Bowden devotes a great deal of the book to explaining “collaborative operations” — the fusion of special operators with real-time computer intelligence. “A near decade of combat had matured a generation of warriors and tools, battle tested and custom-made for finding and killing terrorists,” Bowden writes. “This is what author Bob Woodward had hinted at when he caused a stir in a 2008 interview with 60 Minutes by referring to a ‘secret operational capability.’ . . . The new tool was everything: reconstituted human spy networks, supercomputers, state-of-the-art software, global surveillance, and elite commando units.” And it was those tools, Bowden maintains, that eventually led the United States to bin Laden.
He describes how the military created databases of suspects’ pocket litter and random pieces of information. In the past, that information might have taken weeks to process. Since 2001, the United States has learned how to process information so fast it laps the terrorists: U.S. forces can launch multiple raids in Iraq and Afghanistan before word of the first raid even gets out.
The description of all of that, with the commentary of key players, could have made this book great. But everyone who spoke with Bowden seemed to be playing it too safe. He was never able to leverage his access enough.
For example, Obama doesn’t reveal anything particularly surprising in the book. We hear about where he was on Sept. 11, 2001 (Chicago), how he thought the case for it being bin Laden in the compound was a “50/50” proposition and even that he considered putting bin Laden on trial in a federal court (as opposed to Guantanamo) if the al-Qaeda leader were taken alive. But Bowden never gets (or at least doesn’t publish) the money quote — some revelation from the president or his advisers that makes this volume of bin Laden raid literature soar above a SEAL Team 6 member’s on-the-ground version of events in “No Easy Day,” or Peter Bergen’s page-turner “Manhunt,” or Seth G. Jones’s “Hunting in the Shadows.”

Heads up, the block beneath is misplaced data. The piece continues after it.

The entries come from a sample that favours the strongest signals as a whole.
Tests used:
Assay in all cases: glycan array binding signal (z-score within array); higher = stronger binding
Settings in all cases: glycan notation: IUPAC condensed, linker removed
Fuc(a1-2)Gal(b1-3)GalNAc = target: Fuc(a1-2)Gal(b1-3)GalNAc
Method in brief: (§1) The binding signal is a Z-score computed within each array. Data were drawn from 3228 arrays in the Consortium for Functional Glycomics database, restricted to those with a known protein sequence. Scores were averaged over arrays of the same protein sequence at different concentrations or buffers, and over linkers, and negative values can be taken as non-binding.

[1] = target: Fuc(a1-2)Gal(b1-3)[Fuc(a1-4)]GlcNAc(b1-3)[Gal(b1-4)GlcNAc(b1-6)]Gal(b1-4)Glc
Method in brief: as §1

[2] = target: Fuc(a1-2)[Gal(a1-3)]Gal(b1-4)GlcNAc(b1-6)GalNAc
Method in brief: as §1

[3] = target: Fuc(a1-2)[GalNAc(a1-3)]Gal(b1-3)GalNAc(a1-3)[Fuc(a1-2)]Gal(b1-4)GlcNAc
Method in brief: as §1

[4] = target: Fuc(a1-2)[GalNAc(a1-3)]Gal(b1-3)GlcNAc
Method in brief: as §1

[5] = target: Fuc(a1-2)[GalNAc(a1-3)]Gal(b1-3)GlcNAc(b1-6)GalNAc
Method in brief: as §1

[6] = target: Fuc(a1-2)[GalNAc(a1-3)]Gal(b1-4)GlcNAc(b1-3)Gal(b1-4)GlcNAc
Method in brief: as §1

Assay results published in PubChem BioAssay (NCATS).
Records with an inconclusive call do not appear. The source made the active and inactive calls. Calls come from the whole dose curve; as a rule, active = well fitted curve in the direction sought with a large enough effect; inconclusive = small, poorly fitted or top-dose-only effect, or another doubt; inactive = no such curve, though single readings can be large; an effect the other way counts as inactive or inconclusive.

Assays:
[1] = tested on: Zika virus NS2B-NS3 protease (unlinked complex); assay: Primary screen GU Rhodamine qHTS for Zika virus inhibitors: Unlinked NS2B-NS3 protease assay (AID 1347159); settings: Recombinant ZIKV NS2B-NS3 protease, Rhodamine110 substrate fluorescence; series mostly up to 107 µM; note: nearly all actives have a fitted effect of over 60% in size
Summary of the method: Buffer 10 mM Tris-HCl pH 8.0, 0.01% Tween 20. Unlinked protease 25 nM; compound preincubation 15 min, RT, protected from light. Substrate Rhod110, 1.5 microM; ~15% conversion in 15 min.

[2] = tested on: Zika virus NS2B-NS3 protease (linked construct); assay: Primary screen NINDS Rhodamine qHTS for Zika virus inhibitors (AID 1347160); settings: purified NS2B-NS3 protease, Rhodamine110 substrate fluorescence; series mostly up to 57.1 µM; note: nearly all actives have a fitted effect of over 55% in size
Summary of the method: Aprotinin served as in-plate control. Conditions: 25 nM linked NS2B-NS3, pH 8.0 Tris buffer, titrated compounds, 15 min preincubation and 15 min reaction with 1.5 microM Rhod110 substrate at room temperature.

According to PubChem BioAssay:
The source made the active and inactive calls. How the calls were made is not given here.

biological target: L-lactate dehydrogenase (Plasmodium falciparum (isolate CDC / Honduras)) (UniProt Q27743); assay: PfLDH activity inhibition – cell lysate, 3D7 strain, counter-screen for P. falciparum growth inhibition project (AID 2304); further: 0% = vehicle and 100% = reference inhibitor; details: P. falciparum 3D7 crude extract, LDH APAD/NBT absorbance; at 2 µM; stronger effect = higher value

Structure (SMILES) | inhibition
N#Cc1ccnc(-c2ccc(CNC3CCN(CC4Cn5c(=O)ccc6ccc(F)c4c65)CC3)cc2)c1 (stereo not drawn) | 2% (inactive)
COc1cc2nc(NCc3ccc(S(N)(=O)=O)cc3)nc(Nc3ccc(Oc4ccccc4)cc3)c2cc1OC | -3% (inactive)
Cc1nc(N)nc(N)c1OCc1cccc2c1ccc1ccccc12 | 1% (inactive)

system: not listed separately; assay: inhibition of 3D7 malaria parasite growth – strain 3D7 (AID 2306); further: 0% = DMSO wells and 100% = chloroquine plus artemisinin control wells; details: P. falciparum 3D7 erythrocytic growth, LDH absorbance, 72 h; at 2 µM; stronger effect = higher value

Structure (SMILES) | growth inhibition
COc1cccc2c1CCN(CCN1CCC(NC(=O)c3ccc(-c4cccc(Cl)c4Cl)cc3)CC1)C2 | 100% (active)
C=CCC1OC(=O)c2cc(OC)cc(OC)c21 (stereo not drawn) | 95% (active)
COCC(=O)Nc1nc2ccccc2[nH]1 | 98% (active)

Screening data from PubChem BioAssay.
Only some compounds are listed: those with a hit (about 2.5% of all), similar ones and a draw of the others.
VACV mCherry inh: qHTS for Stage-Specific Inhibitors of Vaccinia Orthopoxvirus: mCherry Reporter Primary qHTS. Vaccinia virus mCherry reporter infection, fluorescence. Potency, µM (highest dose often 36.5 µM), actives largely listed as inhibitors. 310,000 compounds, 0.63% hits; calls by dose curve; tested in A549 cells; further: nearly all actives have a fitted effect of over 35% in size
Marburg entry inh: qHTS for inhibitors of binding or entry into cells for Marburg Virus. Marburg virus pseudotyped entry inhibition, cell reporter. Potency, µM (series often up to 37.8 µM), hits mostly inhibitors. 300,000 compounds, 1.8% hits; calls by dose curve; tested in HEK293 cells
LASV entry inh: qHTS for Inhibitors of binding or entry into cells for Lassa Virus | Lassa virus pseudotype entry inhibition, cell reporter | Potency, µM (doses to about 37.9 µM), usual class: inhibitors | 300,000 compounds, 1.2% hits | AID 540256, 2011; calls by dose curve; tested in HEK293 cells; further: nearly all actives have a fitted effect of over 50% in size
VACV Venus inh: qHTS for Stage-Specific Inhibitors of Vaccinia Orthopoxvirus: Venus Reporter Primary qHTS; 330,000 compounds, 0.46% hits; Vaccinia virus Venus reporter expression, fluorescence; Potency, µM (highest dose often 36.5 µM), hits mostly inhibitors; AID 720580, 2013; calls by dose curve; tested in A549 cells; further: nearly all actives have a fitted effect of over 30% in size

That’s not to say Bowden’s book isn’t worth reading. It is. There is an excellent setting-the-record-straight section at the end that has been missing in other volumes. Bowden rightly chastises the Obama administration for overhyping the raid and embellishing it in the days after it happened. He takes issue with Obama’s overuse of the word “I” during the announcement of bin Laden’s death in the East Room of the White House: “I directed Leon Panetta . . . I was briefed . . . I met repeatedly with my national security team as we developed . . . I determined . . . and authorized . . . Today at my direction . . .” And he goes further than Bergen did in “Manhunt” in suggesting that enhanced interrogation techniques may have helped find bin Laden — something that is likely to raise hackles in the human rights community.
“There is no simplistic narrative of a hard-pressed detainee coughing up a critical lead, but there is no way of knowing if these disclosures would have come without resorting to harsh methods,” he writes. “Torture may not have been decisive, or even necessary, but it was clearly part of the story.”
Bowden makes one other tantalizing observation in the book’s closing pages: He questions whether someone in Pakistan actually turned bin Laden in, “if not because it was the right thing to do then for the $25 million reward. It is possible that someone did, since the CIA has not told the whole story and will not say whether anyone has collected the reward.”
Which suggests there may still be some fodder left for future bin Laden raid books.
The Killing of Osama bin Laden
By Mark Bowden
Atlantic Monthly Press. 266 pp. $26